In the early 1970’s, Odette & René Bastide, bought Château Pesquié from an heir of the famous Provençal writer, Alphonse Daudet. They were wine pioneers, as the Appellation Côtes du Ventoux was not created until 1973. René & Odette completely restructured the vineyards. The results of that work are now vines that average 35 to 40 years of age (the oldest are over a century old). For the first twenty years of their ownership, the grapes grown on the estate were taken to two cooperative wineries.
In the mid-1980’s, Edith & Paul Chaudière, René & Odette’s daughter and son-in-law, decided to give up their medical careers (as a physiotherapist and a speech therapist) to take over the family estate. They prepared to for the adventure by resuming their studies. They passed the Consultant Sommelier exams at the “Université du Vin” in Suze-La-Rousse and prepared a thesis on Terroir Selection. They went on several research trips to other great wine regions (Napa Valley, Bordeaux, Oregon, Burgundy…). They completed this academic preparation with vocational training at the wine institut in Orange, where Paul’s father, Charles Chaudière, was an oenology professor. On the Chaudière side of the family, vine cultivation has been a family tradition since the 19th Century.
Having completed this intensive preparation, Paul, Edith, René & Odette finally set up the Château Pesquié cellars in 1989 and carried out their first vinifications in 1990, wich was a fabulous vintage. The Quintessence 1990 is a fantastic at the moment ! At the time, the Appellation had fewer than 10 independent cellars and, once again, the Chaudière family stood out as pioneers in the Côtes du Ventoux region.
In 2003, Paul & Edith’s two sons, Alexandre & Frédéric, and their cousin Renaud, took over the Domaine. They are continuing the family tradition to harness the potential of the outstanding Ventoux terroir and to make extraordinary wines. Château Pesquié is now a leading estates in the Appellation of Côtes du Ventoux and the southern Rhone Valley.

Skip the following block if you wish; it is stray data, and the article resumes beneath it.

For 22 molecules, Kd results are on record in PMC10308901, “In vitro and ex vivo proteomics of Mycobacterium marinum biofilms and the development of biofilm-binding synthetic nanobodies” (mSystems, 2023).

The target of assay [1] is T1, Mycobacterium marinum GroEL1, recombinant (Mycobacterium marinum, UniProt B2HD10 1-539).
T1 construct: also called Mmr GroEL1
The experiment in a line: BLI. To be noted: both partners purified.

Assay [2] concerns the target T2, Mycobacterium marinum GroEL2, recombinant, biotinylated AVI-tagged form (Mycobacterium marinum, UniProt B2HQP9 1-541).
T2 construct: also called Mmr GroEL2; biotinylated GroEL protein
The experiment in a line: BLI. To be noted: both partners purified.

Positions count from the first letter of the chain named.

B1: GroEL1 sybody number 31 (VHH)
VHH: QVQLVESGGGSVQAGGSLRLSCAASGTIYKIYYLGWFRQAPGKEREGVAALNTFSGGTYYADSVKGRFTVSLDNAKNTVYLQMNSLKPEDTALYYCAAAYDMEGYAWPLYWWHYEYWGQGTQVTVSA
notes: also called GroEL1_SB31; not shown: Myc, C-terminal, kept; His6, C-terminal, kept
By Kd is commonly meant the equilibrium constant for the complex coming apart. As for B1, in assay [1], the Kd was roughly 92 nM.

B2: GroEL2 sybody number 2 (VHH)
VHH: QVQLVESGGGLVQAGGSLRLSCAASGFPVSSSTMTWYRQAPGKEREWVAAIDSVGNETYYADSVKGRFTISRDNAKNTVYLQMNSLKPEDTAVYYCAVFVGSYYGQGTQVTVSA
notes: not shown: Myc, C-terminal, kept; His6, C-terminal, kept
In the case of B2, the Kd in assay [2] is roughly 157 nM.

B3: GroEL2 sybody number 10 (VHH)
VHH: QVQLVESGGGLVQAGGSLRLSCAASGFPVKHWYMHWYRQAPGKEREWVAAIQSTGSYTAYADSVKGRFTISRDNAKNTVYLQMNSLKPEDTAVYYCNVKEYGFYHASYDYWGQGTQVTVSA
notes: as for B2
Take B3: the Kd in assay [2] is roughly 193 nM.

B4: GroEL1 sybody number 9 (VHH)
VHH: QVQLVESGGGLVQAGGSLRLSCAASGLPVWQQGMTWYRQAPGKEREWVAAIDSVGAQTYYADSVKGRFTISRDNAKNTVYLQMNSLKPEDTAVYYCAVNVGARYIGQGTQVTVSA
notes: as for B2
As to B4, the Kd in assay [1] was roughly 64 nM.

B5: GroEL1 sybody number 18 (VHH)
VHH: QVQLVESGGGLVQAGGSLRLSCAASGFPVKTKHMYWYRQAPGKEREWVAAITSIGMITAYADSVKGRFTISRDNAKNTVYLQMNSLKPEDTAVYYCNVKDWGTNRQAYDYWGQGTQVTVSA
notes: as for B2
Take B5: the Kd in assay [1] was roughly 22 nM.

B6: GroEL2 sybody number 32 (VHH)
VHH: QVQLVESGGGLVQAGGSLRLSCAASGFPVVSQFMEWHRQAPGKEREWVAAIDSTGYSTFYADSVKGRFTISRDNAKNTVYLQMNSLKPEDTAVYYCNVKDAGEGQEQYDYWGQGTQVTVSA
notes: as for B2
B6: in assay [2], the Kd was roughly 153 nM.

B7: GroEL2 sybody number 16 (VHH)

There is evidence of vine cultivation at Château Pesquié that dates to two thousand years ago. The recent discovery of a pottery workshop
and wine pottery from the Roman era (30 BC) in the Côtes du Ventoux Appellation confirms that the region is one of the oldest wine producing
areas in France. The Church played a fundamental role in developing the region, particularly during the Pope’s residence in Avignon in the 14th Century.
Over the centuries, the estate passed through the hands of a large number of Lords, including the Counts of Mormoiron, the Lords of Maubec and the Marquis de Reilhanette. The Château took on its present appearance in approximately 1750. It typifies the symmetrical style of a Provençal “bastide” with a central entrance, adjoining reception rooms on the ground floor with the upstairs dedicated to more private living. The superb rows of plane trees lining the driveway date back to this period.
In the Provençal language, the term “pesquié”(from the vulgar Latin “pescarium”) originially describes a fishpond and applies to the lexical field surrounding springs and water which are vital commodities in the dry Provençal climate. The large “bastide” is built on an outstanding site, at the junction of two springs (captured in underground channels lined with stone) which intersect under the Château. There are fifteen fountains in the gardens. Finally, the western edge of the estate is bordered by a third spring. There’s no doubt that the Nymphs, who always gather at springs, still smile on this magical place.